London is a city of many layers, old and new. As you wander along alleys and lanes that twist and wind – per chance you may come upon a little church; centuries old. As you step up ancient stairs and into hallowed halls you discovered some of London’s most amazing treasures.
The churches of London are a treasure trove of some of the most astoundingly beautiful stained glass windows. In other buildings like the Supreme Courts, the windows lining the staircase are some of the loveliest. Some buildings house ceilings of amazing wonder or as in the case of the Victoria & Albert Museum in South Kensington….the windows of the restaurants are a gallery of sheer beauty equal to any other.
I have made a video, to give you a glimpse of some of these treasures, which is by no means all there are to see.
If you have enjoyed this video, please leave a comment, I would love to hear your thoughts
I was reading a flyer this morning from the City of London Festival and posted a quote they used relative to one of the events, on my facebook status: “If the bee disappears from the surface of the earth, man would have no more than four years to live. No more bees, no more pollination…no more men!” Albert Einstein, and got to thinking about Christopher Wren and his bee-hive, which they also mention.
Did you know that Christopher Wren, the architect of St Paul’s Cathedral, designed a wooden box beehive whilst a student in Oxford in the 1650s in order to study more closely the bees’ behaviour.
Sir Christopher Wren also designed 51 other churches in and around London. You probably would not have enough time to visit all of those that have survived with only 3 days in London, so here are 2 of those within a short walk of St Pauls that you could easily visit whilst in London.
St Bride’s – The Cathedral of Fleet Street
Brief – History of St Bride’s: There are places where history passes by with a step as light as gossamer, leaving no trace. St. Bride’s, ‘the cathedral of Fleet Street’, is not one of them. In this place the Romans dug a ditch soon after they reached Londinium and it is now one of London’s earliest known Roman remains. This site spans two thousand years’ development of an island people – seven previous churches have occupied the site. Little of importance that has happened in England’s story has not been echoed in St. Bride’s. From the time when the Romans built here through the rise and fall of its seven previous churches, this place has been nationally, and indeed, internationally, involved. Celts, Romans, Angles, Saxons, Normans, so many peoples, made this place. Today, in the exchange of news, it is parish pump to the world.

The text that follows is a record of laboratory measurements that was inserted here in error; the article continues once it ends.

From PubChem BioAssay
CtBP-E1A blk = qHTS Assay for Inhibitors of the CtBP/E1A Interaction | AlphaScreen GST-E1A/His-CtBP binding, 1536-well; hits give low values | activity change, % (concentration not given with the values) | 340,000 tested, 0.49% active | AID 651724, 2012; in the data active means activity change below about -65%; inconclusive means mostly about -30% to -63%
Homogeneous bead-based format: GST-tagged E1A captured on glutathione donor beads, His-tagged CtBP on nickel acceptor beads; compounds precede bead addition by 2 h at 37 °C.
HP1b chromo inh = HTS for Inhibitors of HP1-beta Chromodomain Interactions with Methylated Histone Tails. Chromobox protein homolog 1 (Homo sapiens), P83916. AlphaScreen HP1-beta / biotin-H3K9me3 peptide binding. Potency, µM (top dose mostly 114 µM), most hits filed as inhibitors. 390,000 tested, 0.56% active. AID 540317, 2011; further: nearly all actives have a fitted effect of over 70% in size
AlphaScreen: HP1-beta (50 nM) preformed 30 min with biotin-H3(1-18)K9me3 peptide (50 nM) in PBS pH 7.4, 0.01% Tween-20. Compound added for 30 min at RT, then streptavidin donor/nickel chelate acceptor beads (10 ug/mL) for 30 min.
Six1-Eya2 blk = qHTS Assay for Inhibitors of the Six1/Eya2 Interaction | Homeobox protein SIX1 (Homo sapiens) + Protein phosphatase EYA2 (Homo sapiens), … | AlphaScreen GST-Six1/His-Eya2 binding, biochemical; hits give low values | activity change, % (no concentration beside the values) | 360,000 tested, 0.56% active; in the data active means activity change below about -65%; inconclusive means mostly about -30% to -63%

In 1671 the Churchwardens of St Bride’s took Mr Christopher Wren (Surveyor General and Principal Architect for rebuilding the City) to dinner at the Globe Tavern at a cost of £2 17s. 0d. It would take another year before they could convince him of their cause which would result in St Bride’s being one of the first post-Fire churches to be opened.
The Fire destroyed 87 City churches. St Bride’s was among the 51 to be rebuilt despite Wren’s claim that only 39 were necessary in such a small area. (reference) Another of Sir Christopher Wren’s churches is situated on Ludgate Hill, a short walk from St Paul’s and on the right hand side;
Brief – History of St Martin-within-Ludgate: St Martin, Ludgate is an Anglican church on Ludgate Hill in the ward of Farringdon, in the City of London. St Martin Ludgate, also called St Martin within Ludgate, was rebuilt in 1677-84 by Sir Christopher Wren.
Some legends connect the church with legendary King Cadwallo (now usually referred to as Cadwallon ap Cadfan, father of Cadwaladr. A sign on the front of the church reads “Cadwallo King of the Britons is said to have been buried here in 677″. Modern historians would place his death about 682. Cadwallo’s image was allegedly placed on Ludgate, to frighten away the Saxons.
There was a medieval church on the site from 1174. This was rebuilt in 1437 and the tower was struck by lightning in 1561. Before the Reformation the patronage of the church belonged to the Abbot and Chapter of Westminster till 1540,then till 1554 to the Bishop of Westminster, when it passed to the Bishop of London and then to the Chapter of St Paul’s, with whom it remains. These patrons are represented in the stained glass windows in the north wall.
In 1643 William Penn, whose son founded Pennsylvania, USA, was married in the church. On 4th September 1666 the Great Fire of London engulfed St Martin’s which was gutted. Rebuilding was not immediate, was largely completed by 1680, but not finally till 1703. At the same time the church was set back from the old site, as Ludgate Hill was widened. (ref wikipedia & St Martin website)
Nearest tube station for all 3 churches is St Pauls – Central line